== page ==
“Polo” refers to mixed-rice dishes in Persian cuisine, where you prepare a mix of vegetables, herbs, fruits, legumes or meats, and then layer the mix with par-cooked rice and finish cooking them together. Typically this dish, Loobia Polo, is prepared with red meat and similar seasonings, but I prefer this lighter mix of cinnamon- and saffron-scented chicken and green beans.
Serve Loobia Polo with a side of plain yogurt or a cucumber-and-yogurt mix topped with dried edible rose petals.
Prepare the chicken: Bring ¾ cup water to a boil. Pour ½ cup into a small bowl and stir in the tomato paste until dissolved. Place the saffron threads in a small mortar and pestle and grind to a fine powder. Transfer to a small bowl and add 2 tablespoons of the just-boiled water. Reserve both bowls and the remaining boiled water.
Heat the olive oil in a large saucepan over medium heat. Add the onion, sprinkle with a small pinch of salt, and cook, stirring occasionally, until golden, 8 to 10 minutes. It’s OK if the onion takes on some color. Add the green beans and 1 ½ teaspoons salt, and cook, stirring occasionally, until the green beans soften slightly, 6 to 8 minutes. If the pan gets too dry, drizzle in more olive oil. Take care not to burn the green beans but also take care that the beans maintain their shape and do not turn soft and mushy.
Add the chicken, turmeric, cumin, cinnamon, pepper and 1 ½ teaspoons salt. Cook, stirring occasionally, until the chicken takes on a little color, about 3 minutes. Add the lemon juice and reserved tomato-paste water and saffron water. There’s most likely saffron clinging to the sides of your bowl. Drizzle in a little of the reserved 2 tablespoons water, swish it around and add to the mixture. This is precious stuff. Stir everything to combine. Reduce the heat to medium-low and cook at a gentle simmer until the chicken and green beans are just cooked through and all the flavors come to life, about 15 minutes. Taste to make it delicious. More salt? A little more lemon juice? The mix should be juicy but not too runny because it will get combined with the rice. Remove from the heat and partially cover until ready to mix with the rice.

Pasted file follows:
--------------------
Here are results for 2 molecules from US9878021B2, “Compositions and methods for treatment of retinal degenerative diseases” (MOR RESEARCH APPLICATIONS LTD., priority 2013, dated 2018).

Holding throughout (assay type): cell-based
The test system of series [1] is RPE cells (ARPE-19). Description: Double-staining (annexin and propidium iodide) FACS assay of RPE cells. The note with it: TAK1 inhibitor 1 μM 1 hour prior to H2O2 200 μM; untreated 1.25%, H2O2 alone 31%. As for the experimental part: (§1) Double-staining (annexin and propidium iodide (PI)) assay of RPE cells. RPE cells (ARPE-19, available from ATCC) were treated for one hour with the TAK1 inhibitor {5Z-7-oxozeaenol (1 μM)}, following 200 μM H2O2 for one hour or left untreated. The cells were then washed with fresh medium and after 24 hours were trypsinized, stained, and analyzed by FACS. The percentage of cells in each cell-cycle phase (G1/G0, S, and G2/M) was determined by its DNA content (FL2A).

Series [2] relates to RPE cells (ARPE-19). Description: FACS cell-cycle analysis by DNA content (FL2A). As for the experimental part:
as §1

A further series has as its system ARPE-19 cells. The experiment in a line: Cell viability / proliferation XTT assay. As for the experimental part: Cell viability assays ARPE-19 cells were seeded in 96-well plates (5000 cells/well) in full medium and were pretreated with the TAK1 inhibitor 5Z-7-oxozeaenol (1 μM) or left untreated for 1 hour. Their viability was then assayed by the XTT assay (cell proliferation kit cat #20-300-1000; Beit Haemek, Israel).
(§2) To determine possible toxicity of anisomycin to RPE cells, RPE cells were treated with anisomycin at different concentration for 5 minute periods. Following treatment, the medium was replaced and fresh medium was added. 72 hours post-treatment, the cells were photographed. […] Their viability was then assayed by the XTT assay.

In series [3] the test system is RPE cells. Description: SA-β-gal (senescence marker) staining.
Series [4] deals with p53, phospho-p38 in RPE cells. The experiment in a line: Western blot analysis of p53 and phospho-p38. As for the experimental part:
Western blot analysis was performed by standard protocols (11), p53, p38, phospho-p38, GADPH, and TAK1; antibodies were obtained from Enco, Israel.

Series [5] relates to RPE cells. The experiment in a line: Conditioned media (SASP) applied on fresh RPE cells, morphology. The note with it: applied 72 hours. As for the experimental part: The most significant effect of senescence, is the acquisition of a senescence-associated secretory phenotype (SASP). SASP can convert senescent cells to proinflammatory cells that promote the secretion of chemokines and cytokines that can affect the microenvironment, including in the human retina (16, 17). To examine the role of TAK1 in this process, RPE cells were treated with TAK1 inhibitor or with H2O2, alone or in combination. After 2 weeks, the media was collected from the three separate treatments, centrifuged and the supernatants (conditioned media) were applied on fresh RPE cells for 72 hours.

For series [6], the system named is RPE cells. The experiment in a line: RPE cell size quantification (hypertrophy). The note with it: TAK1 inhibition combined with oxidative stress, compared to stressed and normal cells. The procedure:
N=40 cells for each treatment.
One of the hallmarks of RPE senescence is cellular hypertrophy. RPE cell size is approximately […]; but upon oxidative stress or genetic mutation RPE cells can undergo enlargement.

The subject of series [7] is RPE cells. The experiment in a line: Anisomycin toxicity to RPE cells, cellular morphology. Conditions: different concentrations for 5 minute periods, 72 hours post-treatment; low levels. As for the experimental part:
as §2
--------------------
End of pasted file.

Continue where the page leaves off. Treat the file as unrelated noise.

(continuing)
While the chicken simmers, prepare the rice: Place the rice, olive oil, salt, and 1 ½ cups water in the bowl of a 5-cup Persian rice cooker. Give it a gentle stir with a wooden spoon, cover, and turn on the cooker to max/60 minutes. Once all the water has been absorbed (it’s OK to lift the lid to check), around the 30-minute mark, unplug the rice cooker to pause the cooking. Gently scoop out the rice in the center into a wide bowl without disturbing the bottom layer (this is the tahdig), leaving a 1-inch-thick layer of rice against the bottom and around the sides. Gently fold the chicken mix into the rice in the wide bowl and return to the rice pot one spoonful at a time with care, so that the rice grains don’t break and turn mushy. It might seem like there is more mix than rice, but don’t worry, the rice will expand in the second phase of cooking.
Wrap the lid of the rice pot with a clean kitchen towel or a couple of layers of paper towels to catch the condensation. Place the lid firmly back on and plug the rice cooker back in. When the cooker timer goes off and the rice is done, unplug the cooker. Wearing oven mitts, place a platter larger than the rice cooker bowl over the bowl insert. Lift the bowl out and quickly and confidently flip the bowl and platter together. Lift off the bowl slowly to reveal the tahdig on top. There may be darker spots in the tahdig from the tomato paste, which are perfectly fine and quite delectable. Serve immediately: The tahdig loses its crunch if it sits too long, so dig in right away.
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